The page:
Tuesday, January 12, 2010

Selective Family Making?

Science has definitely made life in the twenty-first century easier, more manageable, safer, cheaper, more convenient. I absolutely appreciate all of those things. But isn't there a point where convenience goes to far? Is the day coming where we will be punished for our never-ending desire to have everything, everything made/done our way?

The new genetic test Counsyl sparked my thoughts about this issue. I was reading about in the December 28 issue of Newsweek. The author, Mary Carmichael, asked if it was a cure for health costs. Basically, Counsyl is a test for potential parents to see if their children will be born with lifelong, health-care-cost-consuming, genetic diseases. Yes, for $350, you can find out if those eggs in your body/the sperm in your body are worth anything. If those potential children deserve to have a chance at life. Carmichael describes it as a "money saver at $350 - nothing compared to the lifetime cost of caring for a sick kid."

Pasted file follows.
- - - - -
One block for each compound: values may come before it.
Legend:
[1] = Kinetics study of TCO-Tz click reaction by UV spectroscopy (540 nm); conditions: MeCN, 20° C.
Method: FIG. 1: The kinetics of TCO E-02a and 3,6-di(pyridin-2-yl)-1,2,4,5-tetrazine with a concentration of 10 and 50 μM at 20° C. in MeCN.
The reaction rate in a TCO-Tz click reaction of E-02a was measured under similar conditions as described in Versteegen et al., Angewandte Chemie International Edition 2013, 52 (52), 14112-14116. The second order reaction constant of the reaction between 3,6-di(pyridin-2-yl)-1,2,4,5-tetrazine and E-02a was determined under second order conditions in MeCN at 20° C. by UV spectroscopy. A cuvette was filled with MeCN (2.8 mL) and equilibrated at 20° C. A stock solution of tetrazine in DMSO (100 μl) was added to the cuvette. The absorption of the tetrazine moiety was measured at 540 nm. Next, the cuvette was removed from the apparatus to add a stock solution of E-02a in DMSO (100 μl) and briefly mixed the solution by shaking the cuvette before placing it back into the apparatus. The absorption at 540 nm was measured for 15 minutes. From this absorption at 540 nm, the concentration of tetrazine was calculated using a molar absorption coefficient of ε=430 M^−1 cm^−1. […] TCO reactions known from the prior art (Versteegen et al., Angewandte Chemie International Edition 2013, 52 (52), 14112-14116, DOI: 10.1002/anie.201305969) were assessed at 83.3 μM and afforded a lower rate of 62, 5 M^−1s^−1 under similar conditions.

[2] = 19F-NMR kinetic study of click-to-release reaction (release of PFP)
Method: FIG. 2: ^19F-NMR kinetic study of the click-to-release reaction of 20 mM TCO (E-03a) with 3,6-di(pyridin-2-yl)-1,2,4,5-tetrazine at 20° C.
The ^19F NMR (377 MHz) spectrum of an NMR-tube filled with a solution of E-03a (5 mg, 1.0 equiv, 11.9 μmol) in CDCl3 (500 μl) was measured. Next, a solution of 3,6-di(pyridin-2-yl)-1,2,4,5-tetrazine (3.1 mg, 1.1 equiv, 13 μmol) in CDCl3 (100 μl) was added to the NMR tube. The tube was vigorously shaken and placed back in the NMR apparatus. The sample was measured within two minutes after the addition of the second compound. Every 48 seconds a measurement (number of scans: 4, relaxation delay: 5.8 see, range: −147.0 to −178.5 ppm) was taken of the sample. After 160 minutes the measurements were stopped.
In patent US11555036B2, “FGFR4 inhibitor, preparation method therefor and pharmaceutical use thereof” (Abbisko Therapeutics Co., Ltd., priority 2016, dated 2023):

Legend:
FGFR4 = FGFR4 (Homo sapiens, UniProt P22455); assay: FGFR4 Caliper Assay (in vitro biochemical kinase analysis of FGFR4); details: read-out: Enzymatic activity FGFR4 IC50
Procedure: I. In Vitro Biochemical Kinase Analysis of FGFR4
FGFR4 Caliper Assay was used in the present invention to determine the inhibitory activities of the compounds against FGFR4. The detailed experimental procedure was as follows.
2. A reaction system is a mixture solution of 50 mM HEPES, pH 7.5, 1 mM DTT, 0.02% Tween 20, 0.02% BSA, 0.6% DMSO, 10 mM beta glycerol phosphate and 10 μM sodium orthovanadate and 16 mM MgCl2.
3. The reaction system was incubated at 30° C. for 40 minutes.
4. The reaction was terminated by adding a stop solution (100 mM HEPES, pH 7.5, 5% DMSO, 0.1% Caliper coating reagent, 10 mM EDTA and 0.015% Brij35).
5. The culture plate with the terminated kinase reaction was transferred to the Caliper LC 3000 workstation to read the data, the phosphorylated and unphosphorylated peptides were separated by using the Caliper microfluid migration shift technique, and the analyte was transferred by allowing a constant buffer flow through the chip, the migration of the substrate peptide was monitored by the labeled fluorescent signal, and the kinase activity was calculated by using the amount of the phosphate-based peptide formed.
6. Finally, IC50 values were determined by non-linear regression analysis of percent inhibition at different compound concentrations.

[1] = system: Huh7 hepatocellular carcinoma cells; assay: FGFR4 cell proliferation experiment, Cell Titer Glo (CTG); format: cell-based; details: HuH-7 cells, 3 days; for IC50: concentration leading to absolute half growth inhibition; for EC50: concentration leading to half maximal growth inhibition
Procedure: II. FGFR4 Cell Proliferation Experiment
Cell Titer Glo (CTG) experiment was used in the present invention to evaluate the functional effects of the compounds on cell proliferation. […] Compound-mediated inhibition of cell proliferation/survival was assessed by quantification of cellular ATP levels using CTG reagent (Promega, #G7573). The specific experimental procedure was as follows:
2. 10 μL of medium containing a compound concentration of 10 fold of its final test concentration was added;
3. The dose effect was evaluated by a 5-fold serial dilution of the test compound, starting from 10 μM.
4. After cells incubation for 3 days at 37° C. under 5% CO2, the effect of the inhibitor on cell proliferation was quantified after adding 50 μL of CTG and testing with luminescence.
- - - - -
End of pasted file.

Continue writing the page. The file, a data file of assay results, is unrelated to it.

I understand looking at this issue from a money standpoint. I appreciate what money does to us, and how it makes us fret. But I don't understand, appreciate, or support choosing, selecting, or even altering those potential children just because they aren't "perfect." If this world just becomes full of "perfect" handmade people, where will we find the interestingness that is the quirkiness of life? If we are all born exactly the way our parents made us, won't life just become dull? Planned out, organized, hand-picked, convenient, just like the rest of our material lives?

Yes, I do like some parts of my life convenient, safe, cheap, customized - and I can think science for that. But I don't support customizing our children. God already does that for us - and in his infinite wisdom even those "sick kids" have just as much to offer, if not more sometimes, than any healthy, perfect child we might pick and choose to enter our wombs.

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